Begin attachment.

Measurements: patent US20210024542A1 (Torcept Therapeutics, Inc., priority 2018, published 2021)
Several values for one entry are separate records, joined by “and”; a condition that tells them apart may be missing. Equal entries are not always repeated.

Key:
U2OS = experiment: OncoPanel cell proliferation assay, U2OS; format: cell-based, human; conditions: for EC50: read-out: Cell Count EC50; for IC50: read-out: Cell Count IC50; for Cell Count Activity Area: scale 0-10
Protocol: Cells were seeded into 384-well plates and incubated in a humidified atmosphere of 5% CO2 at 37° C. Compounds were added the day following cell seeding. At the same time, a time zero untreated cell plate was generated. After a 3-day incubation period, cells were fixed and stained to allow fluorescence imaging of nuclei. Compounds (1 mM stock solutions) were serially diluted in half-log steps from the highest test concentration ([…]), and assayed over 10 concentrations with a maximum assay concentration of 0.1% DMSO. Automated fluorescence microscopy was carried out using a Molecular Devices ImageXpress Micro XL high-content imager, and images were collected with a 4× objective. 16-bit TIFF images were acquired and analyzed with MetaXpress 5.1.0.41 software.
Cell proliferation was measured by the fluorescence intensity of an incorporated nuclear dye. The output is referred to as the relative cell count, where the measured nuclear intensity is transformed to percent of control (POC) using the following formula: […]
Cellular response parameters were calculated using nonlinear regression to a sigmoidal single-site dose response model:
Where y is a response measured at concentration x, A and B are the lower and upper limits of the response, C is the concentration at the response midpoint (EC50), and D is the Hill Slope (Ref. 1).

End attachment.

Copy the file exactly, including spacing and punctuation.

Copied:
Measurements: patent US20210024542A1 (Torcept Therapeutics, Inc., priority 2018, published 2021)
Several values for one entry are separate records, joined by “and”; a condition that tells them apart may be missing. Equal entries are not always repeated.

Key:
U2OS = experiment: OncoPanel cell proliferation assay, U2OS; format: cell-based, human; conditions: for EC50: read-out: Cell Count EC50; for IC50: read-out: Cell Count IC50; for Cell Count Activity Area: scale 0-10
Protocol: Cells were seeded into 384-well plates and incubated in a humidified atmosphere of 5% CO2 at 37° C. Compounds were added the day following cell seeding. At the same time, a time zero untreated cell plate was generated. After a 3-day incubation period, cells were fixed and stained to allow fluorescence imaging of nuclei. Compounds (1 mM stock solutions) were serially diluted in half-log steps from the highest test concentration ([…]), and assayed over 10 concentrations with a maximum assay concentration of 0.1% DMSO. Automated fluorescence microscopy was carried out using a Molecular Devices ImageXpress Micro XL high-content imager, and images were collected with a 4× objective. 16-bit TIFF images were acquired and analyzed with MetaXpress 5.1.0.41 software.
Cell proliferation was measured by the fluorescence intensity of an incorporated nuclear dye. The output is referred to as the relative cell count, where the measured nuclear intensity is transformed to percent of control (POC) using the following formula: […]
Cellular response parameters were calculated using nonlinear regression to a sigmoidal single-site dose response model:
Where y is a response measured at concentration x, A and B are the lower and upper limits of the response, C is the concentration at the response midpoint (EC50), and D is the Hill Slope (Ref. 1).